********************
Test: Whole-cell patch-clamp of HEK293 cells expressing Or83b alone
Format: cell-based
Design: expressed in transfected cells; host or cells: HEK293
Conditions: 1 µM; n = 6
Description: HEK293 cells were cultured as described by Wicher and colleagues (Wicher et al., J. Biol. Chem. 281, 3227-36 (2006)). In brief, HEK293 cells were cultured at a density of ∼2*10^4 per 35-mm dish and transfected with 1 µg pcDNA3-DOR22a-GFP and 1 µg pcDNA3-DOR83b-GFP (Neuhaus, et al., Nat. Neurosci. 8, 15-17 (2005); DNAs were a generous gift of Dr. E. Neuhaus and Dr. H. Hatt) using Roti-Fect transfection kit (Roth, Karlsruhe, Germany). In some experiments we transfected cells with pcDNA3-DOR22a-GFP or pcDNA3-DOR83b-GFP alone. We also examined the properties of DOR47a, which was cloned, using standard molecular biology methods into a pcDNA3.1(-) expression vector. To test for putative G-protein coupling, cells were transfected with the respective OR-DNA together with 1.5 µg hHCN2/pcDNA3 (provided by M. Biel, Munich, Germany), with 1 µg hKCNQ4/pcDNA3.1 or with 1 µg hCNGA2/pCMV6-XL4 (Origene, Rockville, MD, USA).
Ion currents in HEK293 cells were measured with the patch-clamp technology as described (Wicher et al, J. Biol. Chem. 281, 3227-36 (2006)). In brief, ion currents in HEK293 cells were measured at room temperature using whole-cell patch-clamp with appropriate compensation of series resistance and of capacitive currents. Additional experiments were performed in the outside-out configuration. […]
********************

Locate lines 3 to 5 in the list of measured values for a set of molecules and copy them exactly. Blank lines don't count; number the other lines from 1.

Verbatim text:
Design: expressed in transfected cells; host or cells: HEK293
Conditions: 1 µM; n = 6
Description: HEK293 cells were cultured as described by Wicher and colleagues (Wicher et al., J. Biol. Chem. 281, 3227-36 (2006)). In brief, HEK293 cells were cultured at a density of ∼2*10^4 per 35-mm dish and transfected with 1 µg pcDNA3-DOR22a-GFP and 1 µg pcDNA3-DOR83b-GFP (Neuhaus, et al., Nat. Neurosci. 8, 15-17 (2005); DNAs were a generous gift of Dr. E. Neuhaus and Dr. H. Hatt) using Roti-Fect transfection kit (Roth, Karlsruhe, Germany). In some experiments we transfected cells with pcDNA3-DOR22a-GFP or pcDNA3-DOR83b-GFP alone. We also examined the properties of DOR47a, which was cloned, using standard molecular biology methods into a pcDNA3.1(-) expression vector. To test for putative G-protein coupling, cells were transfected with the respective OR-DNA together with 1.5 µg hHCN2/pcDNA3 (provided by M. Biel, Munich, Germany), with 1 µg hKCNQ4/pcDNA3.1 or with 1 µg hCNGA2/pCMV6-XL4 (Origene, Rockville, MD, USA).